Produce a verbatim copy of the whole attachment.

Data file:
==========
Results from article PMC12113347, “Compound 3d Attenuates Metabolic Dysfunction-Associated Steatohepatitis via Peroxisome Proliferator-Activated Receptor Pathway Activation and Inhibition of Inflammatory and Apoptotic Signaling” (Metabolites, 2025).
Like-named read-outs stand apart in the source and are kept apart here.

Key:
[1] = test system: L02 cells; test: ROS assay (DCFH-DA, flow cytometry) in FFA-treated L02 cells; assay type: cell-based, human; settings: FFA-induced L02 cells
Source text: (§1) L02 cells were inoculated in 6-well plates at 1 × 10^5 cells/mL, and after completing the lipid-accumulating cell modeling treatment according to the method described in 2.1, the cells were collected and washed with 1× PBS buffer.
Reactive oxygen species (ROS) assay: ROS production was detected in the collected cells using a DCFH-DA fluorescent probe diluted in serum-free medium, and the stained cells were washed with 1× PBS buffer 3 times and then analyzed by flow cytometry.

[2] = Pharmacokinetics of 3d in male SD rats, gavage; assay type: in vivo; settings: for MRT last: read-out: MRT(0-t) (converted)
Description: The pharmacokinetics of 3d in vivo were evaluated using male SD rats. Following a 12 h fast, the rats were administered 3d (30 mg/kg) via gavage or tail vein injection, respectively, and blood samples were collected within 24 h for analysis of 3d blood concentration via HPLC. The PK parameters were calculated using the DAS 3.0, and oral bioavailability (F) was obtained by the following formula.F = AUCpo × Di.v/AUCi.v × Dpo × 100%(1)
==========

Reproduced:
Results from article PMC12113347, “Compound 3d Attenuates Metabolic Dysfunction-Associated Steatohepatitis via Peroxisome Proliferator-Activated Receptor Pathway Activation and Inhibition of Inflammatory and Apoptotic Signaling” (Metabolites, 2025).
Like-named read-outs stand apart in the source and are kept apart here.

Key:
[1] = test system: L02 cells; test: ROS assay (DCFH-DA, flow cytometry) in FFA-treated L02 cells; assay type: cell-based, human; settings: FFA-induced L02 cells
Source text: (§1) L02 cells were inoculated in 6-well plates at 1 × 10^5 cells/mL, and after completing the lipid-accumulating cell modeling treatment according to the method described in 2.1, the cells were collected and washed with 1× PBS buffer.
Reactive oxygen species (ROS) assay: ROS production was detected in the collected cells using a DCFH-DA fluorescent probe diluted in serum-free medium, and the stained cells were washed with 1× PBS buffer 3 times and then analyzed by flow cytometry.

[2] = Pharmacokinetics of 3d in male SD rats, gavage; assay type: in vivo; settings: for MRT last: read-out: MRT(0-t) (converted)
Description: The pharmacokinetics of 3d in vivo were evaluated using male SD rats. Following a 12 h fast, the rats were administered 3d (30 mg/kg) via gavage or tail vein injection, respectively, and blood samples were collected within 24 h for analysis of 3d blood concentration via HPLC. The PK parameters were calculated using the DAS 3.0, and oral bioavailability (F) was obtained by the following formula.F = AUCpo × Di.v/AUCi.v × Dpo × 100%(1)